Concur. I will be working (giving thanks for a job to feed my family). Instead of WalK-Mart, try helping the Cornerstone church Wednesday evenings (6 to around 830) helping to serve meals, etc to those less fortunate. Instead of buying, how about giving your clean and usable items there on Monday mornings (line begins around 9 AM so drop them off prior to the line lining up). Spend time there thanking those who struggle to keep their families afloat (as opposed to abandoning their families). There are women and children shelters in Riverside on Magnolia and one in SB. Salvation Army centers .. etc... I doubt there will be hoards of people pushing and shoving at these places...
james November 21, 2012 at 06:56 AM
Cutting employees hours in order to get out of offering heath insurance, work the holidays, get f¥€kd. Shits real. Oh well. Will keep our heads up. Whistle while you work.
B.C. November 22, 2012 at 12:02 AM
Eric, I'm agreeing with you on this. Thanksgiving was originally a time to give thanks to God, but has changed over the decades to something completely unrelated to God. We have become a more and more anti-religious culture, so it comes as no surprise that this Day has devolved into hyper-consumerism.
Eric Shamp November 22, 2012 at 12:33 AM
Thanksgiving is celebrated according to the customs of whichever table is hosting it, but it is not strictly a religious holiday. It has its roots in traditional harvest feasts that occur in many cultures. Our version descended from English colonialism on the North American continent, which is why it in only practiced in the US and Canada. Therefore, I do not view "black Thursday" as evidence of a decline in Christianity or whichever form of God-worship you are referring to. I see it as a decline in the values (both secular and non-) that hold together a diverse society that includes both religious and non-religious people. I don't believe that our culture has become anti-religious. However, I do believe that consumerism is replacing religion in our collective culture's priorities. There will be plenty of self-professed Christians shopping at Walmart on Thursday night. There will also be plenty of atheists (like myself) who will be expressing gratitude and enjoying fellowship at the feast table. Happy Thanksgiving, B.C and SBSWZ. Thanks for all the insights over the last year. You haven't converted me yet (and you aren't going to), but I'm still listening.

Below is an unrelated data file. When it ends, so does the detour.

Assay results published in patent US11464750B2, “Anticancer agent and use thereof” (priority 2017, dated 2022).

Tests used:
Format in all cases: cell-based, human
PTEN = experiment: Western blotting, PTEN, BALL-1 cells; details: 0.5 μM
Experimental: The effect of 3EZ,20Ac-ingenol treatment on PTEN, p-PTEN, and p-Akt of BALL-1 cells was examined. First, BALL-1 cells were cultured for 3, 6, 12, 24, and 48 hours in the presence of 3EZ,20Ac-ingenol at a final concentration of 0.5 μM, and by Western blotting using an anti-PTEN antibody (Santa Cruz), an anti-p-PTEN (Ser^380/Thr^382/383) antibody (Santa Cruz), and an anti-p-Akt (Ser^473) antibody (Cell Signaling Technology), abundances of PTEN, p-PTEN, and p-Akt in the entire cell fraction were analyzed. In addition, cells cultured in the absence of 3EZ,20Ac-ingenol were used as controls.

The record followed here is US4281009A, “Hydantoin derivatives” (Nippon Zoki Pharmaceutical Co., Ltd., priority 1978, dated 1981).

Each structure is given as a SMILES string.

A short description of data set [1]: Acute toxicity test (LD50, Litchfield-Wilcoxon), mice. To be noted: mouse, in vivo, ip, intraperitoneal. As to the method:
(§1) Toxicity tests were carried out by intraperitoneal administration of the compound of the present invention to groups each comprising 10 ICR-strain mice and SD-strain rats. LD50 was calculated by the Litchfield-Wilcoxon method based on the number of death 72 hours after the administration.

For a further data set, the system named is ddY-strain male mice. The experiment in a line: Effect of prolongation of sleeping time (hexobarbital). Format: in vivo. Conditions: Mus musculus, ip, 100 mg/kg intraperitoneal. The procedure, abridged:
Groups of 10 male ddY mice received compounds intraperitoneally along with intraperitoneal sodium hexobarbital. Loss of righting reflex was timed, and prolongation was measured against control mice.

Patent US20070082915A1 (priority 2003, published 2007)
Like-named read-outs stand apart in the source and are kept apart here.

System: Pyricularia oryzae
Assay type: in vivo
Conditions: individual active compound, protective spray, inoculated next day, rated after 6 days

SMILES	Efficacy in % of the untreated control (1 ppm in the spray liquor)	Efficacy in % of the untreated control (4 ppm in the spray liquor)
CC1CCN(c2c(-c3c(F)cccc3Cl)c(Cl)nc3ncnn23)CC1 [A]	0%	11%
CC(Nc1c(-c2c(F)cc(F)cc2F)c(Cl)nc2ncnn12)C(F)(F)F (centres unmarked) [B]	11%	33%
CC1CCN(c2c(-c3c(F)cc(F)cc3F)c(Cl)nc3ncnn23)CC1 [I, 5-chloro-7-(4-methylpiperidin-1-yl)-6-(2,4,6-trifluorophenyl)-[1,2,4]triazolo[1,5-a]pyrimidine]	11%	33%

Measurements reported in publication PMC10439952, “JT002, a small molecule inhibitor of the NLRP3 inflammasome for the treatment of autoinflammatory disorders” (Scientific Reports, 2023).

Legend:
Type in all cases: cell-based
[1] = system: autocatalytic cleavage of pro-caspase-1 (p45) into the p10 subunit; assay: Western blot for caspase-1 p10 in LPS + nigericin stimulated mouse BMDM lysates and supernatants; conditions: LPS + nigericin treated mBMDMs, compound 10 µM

Charles Ferrell November 22, 2012 at 12:47 AM